Still, are these pictures great or what?
In other comics I’d sometimes have text in diminishing point size within each bubble, so that it got smaller and smaller. I’d always hoped this would convey to the audience “You are not supposed to actually read this”. When it was really extreme, I’d also cover up the spam bubbles with other, shorter bubbles. My worry was always that people would actually try to read the stuff, get bored, and accuse me of being the thing I was trying to mock.
I never really figured out how well all of that worked. Here we didn’t try to drive off the reader with tiny fonts and we left a most of the text open and readable. We didn’t get a lot of complaining about excessive text, so either people have a good sense of when they should skip, or they have a bigger appetite for this sort of thing than I ever imagined.
I think it works. I tend to glaze over the mass of word bubbles in panel 2. I actually quite like this strip, between the mass of narration and the bitchin’ artwork, I think this one works out rather well.
Looking back, I do wish I’d have stuck with the DMotR tradition of doing Casey’s DMing bubbles in yellow. I think on strips like this one it would have worked better.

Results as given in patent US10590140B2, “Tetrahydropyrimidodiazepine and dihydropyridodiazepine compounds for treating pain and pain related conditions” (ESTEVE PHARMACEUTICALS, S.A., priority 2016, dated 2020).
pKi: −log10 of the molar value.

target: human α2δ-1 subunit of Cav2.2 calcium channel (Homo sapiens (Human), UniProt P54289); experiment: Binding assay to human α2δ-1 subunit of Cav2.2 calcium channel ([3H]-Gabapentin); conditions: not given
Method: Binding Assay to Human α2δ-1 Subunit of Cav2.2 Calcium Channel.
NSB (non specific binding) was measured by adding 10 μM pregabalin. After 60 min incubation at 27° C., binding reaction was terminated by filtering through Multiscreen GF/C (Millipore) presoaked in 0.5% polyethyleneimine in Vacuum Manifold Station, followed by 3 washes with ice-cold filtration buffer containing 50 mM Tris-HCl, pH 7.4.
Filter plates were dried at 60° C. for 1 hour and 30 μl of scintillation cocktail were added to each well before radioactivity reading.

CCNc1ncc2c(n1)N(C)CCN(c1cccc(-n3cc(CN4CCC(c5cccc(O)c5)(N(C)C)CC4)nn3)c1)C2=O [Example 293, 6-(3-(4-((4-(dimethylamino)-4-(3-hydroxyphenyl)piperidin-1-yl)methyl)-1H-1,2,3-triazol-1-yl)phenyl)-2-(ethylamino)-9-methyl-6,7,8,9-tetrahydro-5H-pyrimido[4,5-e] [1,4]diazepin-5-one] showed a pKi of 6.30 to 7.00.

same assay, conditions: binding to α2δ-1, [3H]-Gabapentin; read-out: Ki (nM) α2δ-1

Also, that last panel is one of my favorite things I drew in the entire run of CB.
No comic on Friday, we’re taking the day off, even from reruns.
Spec Ops: The Line
A videogame that judges its audience, criticizes its genre, and hates its premise. How did this thing get made?
If Star Wars Was Made in 2006?
Imagine if the original Star Wars hadn't appeared in the 1970's, but instead was pitched to studios in 2006. How would that turn out?
Crash Dot Com
Back in 1999, I rode the dot-com bubble. Got rich. Worked hard. Went crazy. Turned poor. It was fun.
What did web browsers look like 20 years ago, and what kind of crazy features did they have?
Even allegedly smart people can make life-changing blunders that seem very, very obvious in retrospect.